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Largest anthological exhibition by Christian Boltanski organized in Italy on view in Bologna
Christian Boltanski, Anime. Di luogo in luogo, installation view at MAMbo – Museo d'Arte Moderna di Bologna, 2017. Photo: Matteo Monti.


BOLOGNA.- Until November 12, 2017 MAMbo – Museo d'Arte Moderna di Bologna presents Anime. Di luogo in luogo, the largest anthological exhibition by Christian Boltanski organized in Italy.

The exhibition, curated by Danilo Eccher, is the heart of the homonymous special project which presents the work of this great protagonist of the international art scene through an itinerary with different simultaneous interventions in different areas of the city.

Born in Paris in 1944, like many European artists born during or just after the end of World War II, Boltanski has to deal with his urge to elaborate the deep trauma caused by the war and the sense of tragedy embedded in history. In an attempt to represent the feeling of loss, he uses methods that are typical of human sciences such as anthropology, sociology, and archiving to create a system of memories based on the meticulous collection of traces of what has been lost.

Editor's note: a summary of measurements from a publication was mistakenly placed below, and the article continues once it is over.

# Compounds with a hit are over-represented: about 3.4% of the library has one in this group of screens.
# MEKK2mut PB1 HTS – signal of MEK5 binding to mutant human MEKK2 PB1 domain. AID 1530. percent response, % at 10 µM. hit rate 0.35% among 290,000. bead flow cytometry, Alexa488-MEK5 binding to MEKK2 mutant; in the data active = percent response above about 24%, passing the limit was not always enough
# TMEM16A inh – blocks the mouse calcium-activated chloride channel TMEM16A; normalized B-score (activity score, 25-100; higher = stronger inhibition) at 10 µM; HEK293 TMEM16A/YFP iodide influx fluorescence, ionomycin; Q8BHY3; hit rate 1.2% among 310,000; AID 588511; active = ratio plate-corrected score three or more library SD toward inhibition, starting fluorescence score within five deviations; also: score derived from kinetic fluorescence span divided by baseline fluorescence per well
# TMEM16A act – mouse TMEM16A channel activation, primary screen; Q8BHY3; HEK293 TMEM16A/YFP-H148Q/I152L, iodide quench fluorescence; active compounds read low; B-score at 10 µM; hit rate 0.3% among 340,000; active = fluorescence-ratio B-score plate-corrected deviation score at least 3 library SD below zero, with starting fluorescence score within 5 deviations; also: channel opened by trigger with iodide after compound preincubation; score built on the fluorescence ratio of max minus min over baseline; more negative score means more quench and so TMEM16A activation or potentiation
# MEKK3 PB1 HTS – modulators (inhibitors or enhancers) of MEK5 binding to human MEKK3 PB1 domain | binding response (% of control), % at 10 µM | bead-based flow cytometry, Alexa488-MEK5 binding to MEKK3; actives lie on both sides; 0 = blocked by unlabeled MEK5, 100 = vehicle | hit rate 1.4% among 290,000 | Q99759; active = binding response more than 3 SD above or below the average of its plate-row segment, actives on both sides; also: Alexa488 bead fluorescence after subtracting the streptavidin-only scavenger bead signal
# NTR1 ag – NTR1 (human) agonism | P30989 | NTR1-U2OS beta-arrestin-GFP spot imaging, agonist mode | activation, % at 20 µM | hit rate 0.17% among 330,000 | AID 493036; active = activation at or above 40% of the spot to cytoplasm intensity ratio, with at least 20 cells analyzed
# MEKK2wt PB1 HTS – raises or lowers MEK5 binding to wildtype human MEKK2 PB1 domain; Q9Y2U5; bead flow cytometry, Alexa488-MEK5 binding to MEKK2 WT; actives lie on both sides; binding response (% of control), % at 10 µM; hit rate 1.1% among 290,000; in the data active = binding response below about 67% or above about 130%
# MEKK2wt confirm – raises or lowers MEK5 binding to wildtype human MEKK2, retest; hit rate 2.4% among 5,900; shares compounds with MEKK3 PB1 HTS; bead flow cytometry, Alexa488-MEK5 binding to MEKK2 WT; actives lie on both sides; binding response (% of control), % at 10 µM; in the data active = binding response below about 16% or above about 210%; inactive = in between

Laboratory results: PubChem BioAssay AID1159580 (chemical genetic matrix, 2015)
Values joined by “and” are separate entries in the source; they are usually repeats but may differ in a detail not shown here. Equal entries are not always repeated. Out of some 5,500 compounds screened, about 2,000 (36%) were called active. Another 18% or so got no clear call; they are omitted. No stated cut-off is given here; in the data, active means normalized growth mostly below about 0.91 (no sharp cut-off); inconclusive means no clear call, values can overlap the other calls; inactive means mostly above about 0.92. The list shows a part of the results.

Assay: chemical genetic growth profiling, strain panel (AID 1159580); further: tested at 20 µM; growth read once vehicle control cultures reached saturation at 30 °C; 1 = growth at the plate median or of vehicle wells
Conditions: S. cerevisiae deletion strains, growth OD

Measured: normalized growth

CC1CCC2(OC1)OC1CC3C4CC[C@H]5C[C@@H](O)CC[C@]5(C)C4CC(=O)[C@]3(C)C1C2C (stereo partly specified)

The exhibition display at the MAMbo, presents a selection of 25 of Boltanski’s most significant works, including installations and videos produced by the artist over the past thirty years, two of which are exhibited for the first time in Europe: Volver and Animitas (blanc).

Through an installation of great emotional involvement, Boltanski imagines the museum as a cathedral, reorganising the exhibition spaces with one central nave and two lateral aisles, to design an immersive setting in which light becomes a material of art. All the rooms are completely plunged in semi-darkness, illuminated only by small light sources that emphasizes the evocative dimension of his work.

Placed at the centre of this all-encompassing perceptive experience, the public is urged to become an active and empathetic subject in the narration of the obsessively-recurring themes of Boltanski's research: the coexistence of life and death on the horizon of human existence, the reactivation of memory through the symbolic value of ephemeral objects, the lost fight against the inevitable nature of oblivion, the concept of time as inexorable end of a decadent flow, the proof as a means of compensation of what is absent.

At the threshold, the installation Coeur plunges the public into the flow of time through a pressing synesthetic device of signs and sounds. The surface of black mirrors that wrap all the walls of the room accompanies the amplified recording of the artist’s heartbeat, in the light of a blinding flickering bulb light flashing at the same rate. In the state of powerful perceptual alienation here generated, the mirrors return to the eyes of the viewers their own image, reflected in the shadow as a ghostly appearance. A dramatic epiphany of the dissolution underlying everyone’s beating heart.